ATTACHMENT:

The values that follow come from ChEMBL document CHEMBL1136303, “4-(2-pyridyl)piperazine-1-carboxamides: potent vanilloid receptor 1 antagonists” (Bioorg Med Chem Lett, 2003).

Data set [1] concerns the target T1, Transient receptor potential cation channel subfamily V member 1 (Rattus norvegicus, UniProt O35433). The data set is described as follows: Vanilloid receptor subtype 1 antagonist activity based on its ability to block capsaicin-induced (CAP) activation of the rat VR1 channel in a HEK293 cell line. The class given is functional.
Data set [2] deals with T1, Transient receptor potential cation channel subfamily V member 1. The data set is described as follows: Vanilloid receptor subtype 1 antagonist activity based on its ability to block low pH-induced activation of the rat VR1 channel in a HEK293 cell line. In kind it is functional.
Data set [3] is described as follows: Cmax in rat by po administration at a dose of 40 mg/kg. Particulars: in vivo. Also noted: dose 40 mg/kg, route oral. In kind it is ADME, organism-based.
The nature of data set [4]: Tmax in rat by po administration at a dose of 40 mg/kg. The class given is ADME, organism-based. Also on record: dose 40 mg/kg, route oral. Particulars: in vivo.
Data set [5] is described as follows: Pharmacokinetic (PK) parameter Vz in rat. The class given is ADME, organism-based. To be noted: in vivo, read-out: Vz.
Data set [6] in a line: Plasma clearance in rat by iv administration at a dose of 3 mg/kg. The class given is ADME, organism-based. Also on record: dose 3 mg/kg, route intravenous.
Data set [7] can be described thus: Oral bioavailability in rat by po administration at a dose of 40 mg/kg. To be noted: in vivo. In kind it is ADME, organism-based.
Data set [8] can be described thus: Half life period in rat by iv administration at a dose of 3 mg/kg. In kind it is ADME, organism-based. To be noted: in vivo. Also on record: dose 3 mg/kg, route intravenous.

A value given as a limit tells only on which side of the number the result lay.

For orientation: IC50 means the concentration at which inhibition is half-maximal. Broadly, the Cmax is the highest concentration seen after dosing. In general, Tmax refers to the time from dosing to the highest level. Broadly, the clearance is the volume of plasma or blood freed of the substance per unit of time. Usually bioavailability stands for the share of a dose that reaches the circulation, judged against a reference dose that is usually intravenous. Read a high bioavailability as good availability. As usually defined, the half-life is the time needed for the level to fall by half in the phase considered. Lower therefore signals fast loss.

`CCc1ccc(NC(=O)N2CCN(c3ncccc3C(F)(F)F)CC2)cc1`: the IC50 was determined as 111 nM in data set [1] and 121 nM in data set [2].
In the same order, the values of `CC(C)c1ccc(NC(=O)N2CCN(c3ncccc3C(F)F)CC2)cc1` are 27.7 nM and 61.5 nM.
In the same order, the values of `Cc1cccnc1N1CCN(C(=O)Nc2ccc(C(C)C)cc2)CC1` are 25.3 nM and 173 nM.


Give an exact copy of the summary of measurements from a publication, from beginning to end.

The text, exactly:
The values that follow come from ChEMBL document CHEMBL1136303, “4-(2-pyridyl)piperazine-1-carboxamides: potent vanilloid receptor 1 antagonists” (Bioorg Med Chem Lett, 2003).

Data set [1] concerns the target T1, Transient receptor potential cation channel subfamily V member 1 (Rattus norvegicus, UniProt O35433). The data set is described as follows: Vanilloid receptor subtype 1 antagonist activity based on its ability to block capsaicin-induced (CAP) activation of the rat VR1 channel in a HEK293 cell line. The class given is functional.
Data set [2] deals with T1, Transient receptor potential cation channel subfamily V member 1. The data set is described as follows: Vanilloid receptor subtype 1 antagonist activity based on its ability to block low pH-induced activation of the rat VR1 channel in a HEK293 cell line. In kind it is functional.
Data set [3] is described as follows: Cmax in rat by po administration at a dose of 40 mg/kg. Particulars: in vivo. Also noted: dose 40 mg/kg, route oral. In kind it is ADME, organism-based.
The nature of data set [4]: Tmax in rat by po administration at a dose of 40 mg/kg. The class given is ADME, organism-based. Also on record: dose 40 mg/kg, route oral. Particulars: in vivo.
Data set [5] is described as follows: Pharmacokinetic (PK) parameter Vz in rat. The class given is ADME, organism-based. To be noted: in vivo, read-out: Vz.
Data set [6] in a line: Plasma clearance in rat by iv administration at a dose of 3 mg/kg. The class given is ADME, organism-based. Also on record: dose 3 mg/kg, route intravenous.
Data set [7] can be described thus: Oral bioavailability in rat by po administration at a dose of 40 mg/kg. To be noted: in vivo. In kind it is ADME, organism-based.
Data set [8] can be described thus: Half life period in rat by iv administration at a dose of 3 mg/kg. In kind it is ADME, organism-based. To be noted: in vivo. Also on record: dose 3 mg/kg, route intravenous.

A value given as a limit tells only on which side of the number the result lay.

For orientation: IC50 means the concentration at which inhibition is half-maximal. Broadly, the Cmax is the highest concentration seen after dosing. In general, Tmax refers to the time from dosing to the highest level. Broadly, the clearance is the volume of plasma or blood freed of the substance per unit of time. Usually bioavailability stands for the share of a dose that reaches the circulation, judged against a reference dose that is usually intravenous. Read a high bioavailability as good availability. As usually defined, the half-life is the time needed for the level to fall by half in the phase considered. Lower therefore signals fast loss.

`CCc1ccc(NC(=O)N2CCN(c3ncccc3C(F)(F)F)CC2)cc1`: the IC50 was determined as 111 nM in data set [1] and 121 nM in data set [2].
In the same order, the values of `CC(C)c1ccc(NC(=O)N2CCN(c3ncccc3C(F)F)CC2)cc1` are 27.7 nM and 61.5 nM.
In the same order, the values of `Cc1cccnc1N1CCN(C(=O)Nc2ccc(C(C)C)cc2)CC1` are 25.3 nM and 173 nM.